I’m interested to see whether Games Workshop will follow the trend, or whether it will realise what no other high street chain has realised and actually alter its behaviour to fit this new way of doing things. I’m fascinated by the fact that every single industry has made exactly the same mistakes as every other, and that none of the high street chains seem to have reacted in time to prevent this happening even when it became obvious it would.3


  1. Perhaps this is somewhat cynical, but you know what I mean. 
  2. The reason that I’m reluctant to say that videogame piracy has been effectively beaten is due to the stupidity of games companies, who are currently crippling their products in such a way that the pirated versions are turning out to be better than the legal ones, due to both accidental and deliberate server failures. 
  3. Honourable mention to Waterstone’s, who are trying to make their high street operations relevant to consumers who are getting more used to buying digital books. 

Secondhand Software

RockPaperShotgun recently reported on a ruling by the Court of Justice of the European Union explicitly stating that any company that sells software transfers the right to distribute that software to the customer upon completion of a transaction. The ruling was summarised in a freely downloadable press release (PDF) which says:

Where the copyright holder makes available to his customer a copy – tangible or intangible
– and at the same time concludes, in return form payment of a fee, a licence agreement
granting the customer the right to use that copy for an unlimited period, that rightholder
sells the copy to the customer and thus exhausts his exclusive distribution right. Such a
transaction involves a transfer of the right of ownership of the copy. Therefore, even if the licence prohibits a further transfer, the rightholder can no longer oppose the resale of
that copy.

A screenshot of some of the games in my Steam collection.

If you don’t know much about how software sales through services like Steam and Origin have worked up until this point, you might not fully grasp the enormity of the ruling, but this is huge news for anyone who’s ever bought software from a central service. RockPaperShotgun were, understandably, focusing on what this meant for the companies involved in videogames sales, but this also applies to online software stores like Apple’s App Store and Google Play. It means that any downloadable software is yours to resell, thus meaning that the second-hand market for videogames will continue to be alive and kicking1. Another excerpt says:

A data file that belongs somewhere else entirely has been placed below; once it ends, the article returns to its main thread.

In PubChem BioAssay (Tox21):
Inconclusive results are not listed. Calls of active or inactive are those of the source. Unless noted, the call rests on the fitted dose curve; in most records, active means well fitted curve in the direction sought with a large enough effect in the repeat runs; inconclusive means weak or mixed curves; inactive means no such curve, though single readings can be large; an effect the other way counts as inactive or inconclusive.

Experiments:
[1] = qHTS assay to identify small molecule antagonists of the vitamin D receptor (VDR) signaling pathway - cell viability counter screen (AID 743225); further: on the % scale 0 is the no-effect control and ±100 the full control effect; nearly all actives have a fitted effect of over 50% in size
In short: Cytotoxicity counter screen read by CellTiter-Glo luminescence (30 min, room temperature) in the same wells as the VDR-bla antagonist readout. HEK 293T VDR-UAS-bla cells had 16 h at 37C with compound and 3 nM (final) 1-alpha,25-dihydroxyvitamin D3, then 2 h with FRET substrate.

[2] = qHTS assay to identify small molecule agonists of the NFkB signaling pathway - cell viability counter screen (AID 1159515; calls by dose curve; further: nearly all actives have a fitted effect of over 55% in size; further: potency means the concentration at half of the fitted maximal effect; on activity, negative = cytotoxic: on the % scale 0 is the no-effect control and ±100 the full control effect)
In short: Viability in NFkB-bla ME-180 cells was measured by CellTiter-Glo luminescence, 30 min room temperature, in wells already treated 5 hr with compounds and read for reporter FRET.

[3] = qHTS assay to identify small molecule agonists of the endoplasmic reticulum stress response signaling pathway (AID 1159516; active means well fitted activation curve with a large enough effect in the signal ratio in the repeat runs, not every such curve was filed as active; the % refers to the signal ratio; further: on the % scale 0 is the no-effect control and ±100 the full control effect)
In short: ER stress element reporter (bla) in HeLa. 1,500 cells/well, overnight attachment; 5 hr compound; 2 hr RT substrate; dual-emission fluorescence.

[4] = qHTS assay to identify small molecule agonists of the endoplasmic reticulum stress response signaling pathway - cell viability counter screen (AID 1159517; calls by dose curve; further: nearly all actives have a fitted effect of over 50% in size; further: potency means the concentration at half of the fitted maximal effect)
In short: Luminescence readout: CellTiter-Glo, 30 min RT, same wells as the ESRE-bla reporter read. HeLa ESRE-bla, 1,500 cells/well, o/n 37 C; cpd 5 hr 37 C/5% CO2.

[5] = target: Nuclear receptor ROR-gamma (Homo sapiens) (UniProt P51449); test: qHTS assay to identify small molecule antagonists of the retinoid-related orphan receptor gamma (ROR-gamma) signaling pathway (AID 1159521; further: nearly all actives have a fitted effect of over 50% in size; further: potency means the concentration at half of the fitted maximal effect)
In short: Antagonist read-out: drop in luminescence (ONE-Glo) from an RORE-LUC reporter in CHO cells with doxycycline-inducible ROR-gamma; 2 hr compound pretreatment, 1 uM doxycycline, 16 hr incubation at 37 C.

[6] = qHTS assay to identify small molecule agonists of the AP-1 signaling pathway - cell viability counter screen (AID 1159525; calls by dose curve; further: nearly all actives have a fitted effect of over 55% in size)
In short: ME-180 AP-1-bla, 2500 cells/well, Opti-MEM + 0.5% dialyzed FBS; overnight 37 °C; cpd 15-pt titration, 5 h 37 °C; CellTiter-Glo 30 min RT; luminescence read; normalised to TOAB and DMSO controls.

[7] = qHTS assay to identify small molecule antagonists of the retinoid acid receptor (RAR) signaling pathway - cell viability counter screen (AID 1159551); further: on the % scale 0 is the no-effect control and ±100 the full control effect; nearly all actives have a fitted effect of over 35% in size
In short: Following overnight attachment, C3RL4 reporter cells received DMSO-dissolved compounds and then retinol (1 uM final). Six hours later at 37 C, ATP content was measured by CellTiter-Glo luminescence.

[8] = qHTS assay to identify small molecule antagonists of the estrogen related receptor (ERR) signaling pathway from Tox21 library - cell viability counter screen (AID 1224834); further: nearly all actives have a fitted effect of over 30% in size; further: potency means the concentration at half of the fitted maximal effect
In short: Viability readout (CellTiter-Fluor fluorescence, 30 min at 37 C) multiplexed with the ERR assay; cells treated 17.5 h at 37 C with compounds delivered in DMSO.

By its judgment delivered today, the Court explains that the principle of exhaustion of the
distribution right applies not only where the copyright holder markets copies of his
software on a material medium (CD-ROM or DVD) but also where he distributes them by
means of downloads from his website.

The point I want to make is that this ruling is, potentially, not just exciting for people who have bought software. I can’t see any reason why the ruling above would not also apply to, say, music that’s downloaded from the Internet instead of sold on CD. Or perhaps to books sold online instead of on dead trees. If I’m correct, then companies that offer downloaded content have to allow customers to transfer their purchases to other users in exchange for a fee from the other http://nygoodhealth.com user.

It goes without saying that this may not be a system set up by the companies themselves. I highly doubt that there are suddenly going to be tools built into iTunes that facilitate the creation of a second-hand sales channel, for instance. However, according to this, tools will have to be introduced to allow users to transfer books purchased under one iTunes account to another one:

Furthermore, the Court states that an original acquirer of a tangible or intangible copy of a
computer program for which the copyright holder’s right of distribution is exhausted must make
the copy downloaded onto his own computer unusable at the time of resale. If he continued
to use it, he would infringe the copyright holder’s exclusive right of reproduction of his computer
program.

If the original acquirer is no longer allowed to have a downloaded copy, they cannot sell a copy to a friend and just send that friend an email attachment; they must no longer be able to read the copy in question. This would mean that the user would, presumably, no longer be allowed to download that book from the iBookstore and thus it would need to be transferred to another account. I can’t imagine the publisher being happy with the original user re-downloading content they have sold to a third party, either.

One of the problems I’ve heard people espouse with electronic media is the death of secondhand markets for various things. I often find gems in various shops that resell old stuff, and I admit that I would be sad to see this go. Another important aspect of the secondhand is the charity shops (or, if you’re not from around here, thrift stores) that rely on secondhand goods to work. Although I think they’re still safe for the time being, it is nice to see that, in Europe at least, those who like to buy secondhand will still be able to do so even in this modern and electronic age.